Le Carnavalesque: La Passion Par Rapport à la Theorie de Mikhail Bakhtin

Jennifer L Montesi


According to the theory of Mikhail Bakhtin, the carnival of the Middle Ages and Renaissance played a significant role in medieval culture because it permitted the expression of the carnival spirit, a fundamental tendency of humanity that was hidden from public view in daily activities. In contrast with the ordinary life of mankind, the carnival world was a “second world” and “upside-down world” where laws, social structure, and religious authority ceased to exist. It was a place for unadulterated passion where free and familiar contact between individuals and exceptional creativity promoted the formation of new modes of communication and personal relationships. The expression of carnival spirit was necessary for the survival of humanity such that, upon the demise of the carnival, the same passionate desires of the carnival were transferred to the domain of literature and art. Through an examination of menippean literature, as well as the collective works of Francois Rabelais and Fyodor Dostoevsky, this article provides extensive support in favor of the carnival’s influence on literary works that surrounded the demise of the carnival in popular culture.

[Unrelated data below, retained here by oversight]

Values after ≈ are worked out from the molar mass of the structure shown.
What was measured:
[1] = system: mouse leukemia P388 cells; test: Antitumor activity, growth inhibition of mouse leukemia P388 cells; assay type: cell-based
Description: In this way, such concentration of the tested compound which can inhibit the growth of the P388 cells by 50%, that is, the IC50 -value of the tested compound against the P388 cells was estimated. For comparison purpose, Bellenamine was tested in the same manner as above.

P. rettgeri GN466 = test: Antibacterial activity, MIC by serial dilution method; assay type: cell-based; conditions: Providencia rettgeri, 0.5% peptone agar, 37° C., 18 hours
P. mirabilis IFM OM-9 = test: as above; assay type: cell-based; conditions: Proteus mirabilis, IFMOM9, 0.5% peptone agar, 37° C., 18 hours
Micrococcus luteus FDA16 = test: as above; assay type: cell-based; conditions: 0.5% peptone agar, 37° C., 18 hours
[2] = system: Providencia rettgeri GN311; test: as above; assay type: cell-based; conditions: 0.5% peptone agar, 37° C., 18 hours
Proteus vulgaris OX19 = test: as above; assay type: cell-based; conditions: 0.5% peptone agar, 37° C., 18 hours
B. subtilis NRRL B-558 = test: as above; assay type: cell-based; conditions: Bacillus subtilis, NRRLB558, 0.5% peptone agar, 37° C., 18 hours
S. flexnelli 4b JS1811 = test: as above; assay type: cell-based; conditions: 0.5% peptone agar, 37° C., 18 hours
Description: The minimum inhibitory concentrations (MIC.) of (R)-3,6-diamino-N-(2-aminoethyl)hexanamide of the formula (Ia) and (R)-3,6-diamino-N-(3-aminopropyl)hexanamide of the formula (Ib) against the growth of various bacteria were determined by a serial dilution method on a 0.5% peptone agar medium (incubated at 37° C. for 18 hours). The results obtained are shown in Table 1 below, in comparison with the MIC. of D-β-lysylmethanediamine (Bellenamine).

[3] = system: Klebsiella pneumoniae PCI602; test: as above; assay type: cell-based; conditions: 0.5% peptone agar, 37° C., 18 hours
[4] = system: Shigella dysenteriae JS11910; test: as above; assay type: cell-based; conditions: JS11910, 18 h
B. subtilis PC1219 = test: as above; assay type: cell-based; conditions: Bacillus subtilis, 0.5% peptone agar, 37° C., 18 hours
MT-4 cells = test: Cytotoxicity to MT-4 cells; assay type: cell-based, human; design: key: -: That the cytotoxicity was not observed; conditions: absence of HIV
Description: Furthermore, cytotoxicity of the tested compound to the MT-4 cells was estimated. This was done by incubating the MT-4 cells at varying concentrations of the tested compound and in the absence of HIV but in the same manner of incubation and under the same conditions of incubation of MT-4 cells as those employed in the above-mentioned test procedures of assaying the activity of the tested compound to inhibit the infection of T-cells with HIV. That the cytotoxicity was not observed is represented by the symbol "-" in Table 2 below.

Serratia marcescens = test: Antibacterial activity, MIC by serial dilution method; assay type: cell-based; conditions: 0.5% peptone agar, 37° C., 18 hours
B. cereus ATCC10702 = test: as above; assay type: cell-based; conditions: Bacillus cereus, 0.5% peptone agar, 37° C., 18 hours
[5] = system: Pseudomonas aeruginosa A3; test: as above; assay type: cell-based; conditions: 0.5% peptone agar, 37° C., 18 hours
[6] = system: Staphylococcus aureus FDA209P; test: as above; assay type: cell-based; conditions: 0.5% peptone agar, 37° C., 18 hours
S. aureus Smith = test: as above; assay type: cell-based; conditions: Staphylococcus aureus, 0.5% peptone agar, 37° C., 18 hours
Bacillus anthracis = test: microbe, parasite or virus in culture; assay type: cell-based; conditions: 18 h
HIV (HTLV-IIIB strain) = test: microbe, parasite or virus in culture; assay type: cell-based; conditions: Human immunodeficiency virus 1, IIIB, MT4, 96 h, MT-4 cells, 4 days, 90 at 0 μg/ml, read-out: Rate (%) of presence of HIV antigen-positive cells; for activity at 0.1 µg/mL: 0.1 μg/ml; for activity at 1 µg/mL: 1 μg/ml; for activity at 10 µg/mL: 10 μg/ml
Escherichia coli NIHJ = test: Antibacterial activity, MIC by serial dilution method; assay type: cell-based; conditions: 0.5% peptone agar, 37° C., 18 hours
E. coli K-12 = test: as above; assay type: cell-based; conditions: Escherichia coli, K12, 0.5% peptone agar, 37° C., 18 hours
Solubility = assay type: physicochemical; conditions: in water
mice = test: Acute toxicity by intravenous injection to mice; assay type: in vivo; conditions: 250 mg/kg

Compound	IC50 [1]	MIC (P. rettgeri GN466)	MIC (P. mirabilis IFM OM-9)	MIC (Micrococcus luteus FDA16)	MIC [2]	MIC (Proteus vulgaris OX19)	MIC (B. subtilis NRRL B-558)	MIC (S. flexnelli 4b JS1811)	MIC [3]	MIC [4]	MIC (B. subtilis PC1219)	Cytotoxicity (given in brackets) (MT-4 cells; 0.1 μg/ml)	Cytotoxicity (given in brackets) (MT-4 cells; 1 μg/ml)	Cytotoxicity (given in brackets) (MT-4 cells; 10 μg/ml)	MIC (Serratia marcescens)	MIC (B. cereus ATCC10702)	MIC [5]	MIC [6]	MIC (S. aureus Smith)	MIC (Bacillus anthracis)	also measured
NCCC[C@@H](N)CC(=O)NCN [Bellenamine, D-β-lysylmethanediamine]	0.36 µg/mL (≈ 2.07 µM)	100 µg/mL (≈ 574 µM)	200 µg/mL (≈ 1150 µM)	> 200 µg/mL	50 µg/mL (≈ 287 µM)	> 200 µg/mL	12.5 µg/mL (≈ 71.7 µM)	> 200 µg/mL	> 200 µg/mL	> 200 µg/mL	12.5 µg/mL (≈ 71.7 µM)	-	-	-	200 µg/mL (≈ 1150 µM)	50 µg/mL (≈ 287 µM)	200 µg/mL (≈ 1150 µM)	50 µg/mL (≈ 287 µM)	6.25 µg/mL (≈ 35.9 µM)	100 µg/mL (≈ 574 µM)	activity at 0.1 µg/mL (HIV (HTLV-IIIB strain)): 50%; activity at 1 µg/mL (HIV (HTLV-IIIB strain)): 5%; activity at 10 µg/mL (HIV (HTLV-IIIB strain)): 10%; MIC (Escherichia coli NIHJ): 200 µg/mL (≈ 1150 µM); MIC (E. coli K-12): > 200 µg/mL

Mikhail Bakhtin

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DOI: http://dx.doi.org/10.15695/vurj.v1i0.2727

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